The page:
a lightly covered and unnoticeable pit prepared as a trap for people or animals.
any trap or danger for the unwary: the pitfall of excessive pride.

1275–1325; Middle English pittefalle, equivalent to pitte pit1 + falle (Old English fealle) trap

1, 2. See trap1.
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Based on the Random House Dictionary, © Random House, Inc. 2014.
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World English Dictionary
pitfall (ˈpɪtˌfɔːl)
1.  an unsuspected difficulty or danger
2.  a trap in the form of a concealed pit, designed to catch men or wild animals
[Old English pyttpit1 + fealle trap]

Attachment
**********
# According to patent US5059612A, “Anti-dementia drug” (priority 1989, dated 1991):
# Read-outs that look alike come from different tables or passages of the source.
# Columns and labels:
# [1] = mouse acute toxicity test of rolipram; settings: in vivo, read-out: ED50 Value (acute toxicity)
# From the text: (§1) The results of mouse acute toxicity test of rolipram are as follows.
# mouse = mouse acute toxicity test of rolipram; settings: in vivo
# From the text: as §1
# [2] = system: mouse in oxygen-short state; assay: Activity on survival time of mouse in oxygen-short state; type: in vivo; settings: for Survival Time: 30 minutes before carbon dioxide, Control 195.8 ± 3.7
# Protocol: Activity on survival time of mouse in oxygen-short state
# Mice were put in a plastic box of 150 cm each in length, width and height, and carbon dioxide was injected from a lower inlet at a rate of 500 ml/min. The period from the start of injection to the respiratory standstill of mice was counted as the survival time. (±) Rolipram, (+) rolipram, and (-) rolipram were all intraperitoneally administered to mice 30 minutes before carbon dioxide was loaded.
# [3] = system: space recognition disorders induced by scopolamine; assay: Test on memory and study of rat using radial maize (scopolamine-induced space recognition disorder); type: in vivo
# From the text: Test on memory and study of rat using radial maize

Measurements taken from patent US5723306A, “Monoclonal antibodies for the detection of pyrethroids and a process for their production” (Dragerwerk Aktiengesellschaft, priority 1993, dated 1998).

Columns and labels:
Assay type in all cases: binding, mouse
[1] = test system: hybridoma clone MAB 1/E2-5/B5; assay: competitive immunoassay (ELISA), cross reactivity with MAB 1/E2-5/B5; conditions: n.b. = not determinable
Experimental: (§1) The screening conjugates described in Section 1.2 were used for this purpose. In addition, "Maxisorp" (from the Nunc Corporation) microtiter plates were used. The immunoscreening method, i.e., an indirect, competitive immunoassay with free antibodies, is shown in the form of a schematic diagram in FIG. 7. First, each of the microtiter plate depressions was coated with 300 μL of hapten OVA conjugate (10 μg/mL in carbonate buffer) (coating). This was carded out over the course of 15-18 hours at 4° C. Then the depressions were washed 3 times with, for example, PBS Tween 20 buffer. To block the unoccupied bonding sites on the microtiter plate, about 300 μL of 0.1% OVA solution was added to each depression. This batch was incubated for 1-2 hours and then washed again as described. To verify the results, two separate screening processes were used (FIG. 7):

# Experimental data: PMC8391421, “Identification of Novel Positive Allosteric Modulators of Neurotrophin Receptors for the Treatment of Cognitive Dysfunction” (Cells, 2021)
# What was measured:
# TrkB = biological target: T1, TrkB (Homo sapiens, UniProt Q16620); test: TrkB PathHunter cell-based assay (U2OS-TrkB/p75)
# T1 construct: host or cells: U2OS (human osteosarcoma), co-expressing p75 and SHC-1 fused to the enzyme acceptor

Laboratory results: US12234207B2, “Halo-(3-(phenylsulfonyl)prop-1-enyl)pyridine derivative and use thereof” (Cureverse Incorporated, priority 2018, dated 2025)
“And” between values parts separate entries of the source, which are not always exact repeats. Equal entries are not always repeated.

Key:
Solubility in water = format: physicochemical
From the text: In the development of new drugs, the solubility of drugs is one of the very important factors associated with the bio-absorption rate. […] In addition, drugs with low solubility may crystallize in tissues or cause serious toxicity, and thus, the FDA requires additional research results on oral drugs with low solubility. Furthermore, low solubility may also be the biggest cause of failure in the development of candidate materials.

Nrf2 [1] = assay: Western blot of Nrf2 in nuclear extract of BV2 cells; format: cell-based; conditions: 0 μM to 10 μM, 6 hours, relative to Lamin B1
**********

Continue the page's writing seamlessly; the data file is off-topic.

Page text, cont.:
Collins English Dictionary - Complete & Unabridged 10th Edition
2009 © William Collins Sons & Co. Ltd. 1979, 1986 © HarperCollins
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Word Origin & History

c.1300, a type of animal trap, from pit (1) + fall (v.). Extended sense of "any hidden danger" is first recorded 1580s.
Online Etymology Dictionary, © 2010 Douglas Harper
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Example sentences
That's part of the pleasure, but there's a potential pitfall.
We may only do the first, which is a major pitfall unless that first is the
  only reliable piece of data.
The ground is pocked with holes, many no wider than a café table, known as
  pitfall traps.
To catch the potential new shrews, the team used pitfall traps.
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